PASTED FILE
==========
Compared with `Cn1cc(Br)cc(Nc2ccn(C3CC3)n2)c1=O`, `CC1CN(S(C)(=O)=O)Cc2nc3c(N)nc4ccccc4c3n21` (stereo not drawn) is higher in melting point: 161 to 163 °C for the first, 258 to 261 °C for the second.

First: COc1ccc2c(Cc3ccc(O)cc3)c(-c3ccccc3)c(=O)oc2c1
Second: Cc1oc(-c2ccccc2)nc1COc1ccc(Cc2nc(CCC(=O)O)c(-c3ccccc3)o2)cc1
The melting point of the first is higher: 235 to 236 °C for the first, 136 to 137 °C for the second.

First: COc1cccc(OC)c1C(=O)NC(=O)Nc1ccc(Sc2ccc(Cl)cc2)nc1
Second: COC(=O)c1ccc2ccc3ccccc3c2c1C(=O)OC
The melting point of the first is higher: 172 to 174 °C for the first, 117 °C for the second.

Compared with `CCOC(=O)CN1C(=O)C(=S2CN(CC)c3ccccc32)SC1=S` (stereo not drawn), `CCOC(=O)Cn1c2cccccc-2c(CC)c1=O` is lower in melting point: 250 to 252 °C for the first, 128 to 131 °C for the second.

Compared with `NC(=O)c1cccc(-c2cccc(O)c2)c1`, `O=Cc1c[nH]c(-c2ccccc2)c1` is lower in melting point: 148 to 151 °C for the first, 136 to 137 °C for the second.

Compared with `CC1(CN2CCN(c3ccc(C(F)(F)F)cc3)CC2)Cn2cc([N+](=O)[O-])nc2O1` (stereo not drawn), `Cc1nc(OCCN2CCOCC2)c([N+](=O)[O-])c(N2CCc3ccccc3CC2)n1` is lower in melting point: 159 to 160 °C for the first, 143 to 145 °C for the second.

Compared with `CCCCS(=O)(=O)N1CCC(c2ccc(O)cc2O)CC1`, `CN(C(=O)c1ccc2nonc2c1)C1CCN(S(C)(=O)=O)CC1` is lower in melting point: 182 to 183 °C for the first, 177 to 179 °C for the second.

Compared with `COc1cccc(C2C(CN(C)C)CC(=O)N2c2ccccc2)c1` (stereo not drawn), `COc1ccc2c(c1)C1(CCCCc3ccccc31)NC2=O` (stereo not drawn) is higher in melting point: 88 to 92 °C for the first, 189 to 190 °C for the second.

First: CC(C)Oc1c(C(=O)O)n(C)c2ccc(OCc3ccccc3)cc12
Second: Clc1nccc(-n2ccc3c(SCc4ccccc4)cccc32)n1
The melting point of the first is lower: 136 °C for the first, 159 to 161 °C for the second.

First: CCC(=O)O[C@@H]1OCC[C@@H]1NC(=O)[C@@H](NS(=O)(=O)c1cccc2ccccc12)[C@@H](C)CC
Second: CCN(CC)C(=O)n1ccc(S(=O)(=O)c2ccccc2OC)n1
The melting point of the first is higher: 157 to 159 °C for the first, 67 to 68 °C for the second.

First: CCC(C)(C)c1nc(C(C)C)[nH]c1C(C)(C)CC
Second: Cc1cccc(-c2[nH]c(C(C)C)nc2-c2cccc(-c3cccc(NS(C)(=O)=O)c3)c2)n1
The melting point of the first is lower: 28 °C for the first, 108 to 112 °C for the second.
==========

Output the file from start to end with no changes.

Compared with `Cn1cc(Br)cc(Nc2ccn(C3CC3)n2)c1=O`, `CC1CN(S(C)(=O)=O)Cc2nc3c(N)nc4ccccc4c3n21` (stereo not drawn) is higher in melting point: 161 to 163 °C for the first, 258 to 261 °C for the second.

First: COc1ccc2c(Cc3ccc(O)cc3)c(-c3ccccc3)c(=O)oc2c1
Second: Cc1oc(-c2ccccc2)nc1COc1ccc(Cc2nc(CCC(=O)O)c(-c3ccccc3)o2)cc1
The melting point of the first is higher: 235 to 236 °C for the first, 136 to 137 °C for the second.

First: COc1cccc(OC)c1C(=O)NC(=O)Nc1ccc(Sc2ccc(Cl)cc2)nc1
Second: COC(=O)c1ccc2ccc3ccccc3c2c1C(=O)OC
The melting point of the first is higher: 172 to 174 °C for the first, 117 °C for the second.

Compared with `CCOC(=O)CN1C(=O)C(=S2CN(CC)c3ccccc32)SC1=S` (stereo not drawn), `CCOC(=O)Cn1c2cccccc-2c(CC)c1=O` is lower in melting point: 250 to 252 °C for the first, 128 to 131 °C for the second.

Compared with `NC(=O)c1cccc(-c2cccc(O)c2)c1`, `O=Cc1c[nH]c(-c2ccccc2)c1` is lower in melting point: 148 to 151 °C for the first, 136 to 137 °C for the second.

Compared with `CC1(CN2CCN(c3ccc(C(F)(F)F)cc3)CC2)Cn2cc([N+](=O)[O-])nc2O1` (stereo not drawn), `Cc1nc(OCCN2CCOCC2)c([N+](=O)[O-])c(N2CCc3ccccc3CC2)n1` is lower in melting point: 159 to 160 °C for the first, 143 to 145 °C for the second.

Compared with `CCCCS(=O)(=O)N1CCC(c2ccc(O)cc2O)CC1`, `CN(C(=O)c1ccc2nonc2c1)C1CCN(S(C)(=O)=O)CC1` is lower in melting point: 182 to 183 °C for the first, 177 to 179 °C for the second.

Compared with `COc1cccc(C2C(CN(C)C)CC(=O)N2c2ccccc2)c1` (stereo not drawn), `COc1ccc2c(c1)C1(CCCCc3ccccc31)NC2=O` (stereo not drawn) is higher in melting point: 88 to 92 °C for the first, 189 to 190 °C for the second.

First: CC(C)Oc1c(C(=O)O)n(C)c2ccc(OCc3ccccc3)cc12
Second: Clc1nccc(-n2ccc3c(SCc4ccccc4)cccc32)n1
The melting point of the first is lower: 136 °C for the first, 159 to 161 °C for the second.

First: CCC(=O)O[C@@H]1OCC[C@@H]1NC(=O)[C@@H](NS(=O)(=O)c1cccc2ccccc12)[C@@H](C)CC
Second: CCN(CC)C(=O)n1ccc(S(=O)(=O)c2ccccc2OC)n1
The melting point of the first is higher: 157 to 159 °C for the first, 67 to 68 °C for the second.

First: CCC(C)(C)c1nc(C(C)C)[nH]c1C(C)(C)CC
Second: Cc1cccc(-c2[nH]c(C(C)C)nc2-c2cccc(-c3cccc(NS(C)(=O)=O)c3)c2)n1
The melting point of the first is lower: 28 °C for the first, 108 to 112 °C for the second.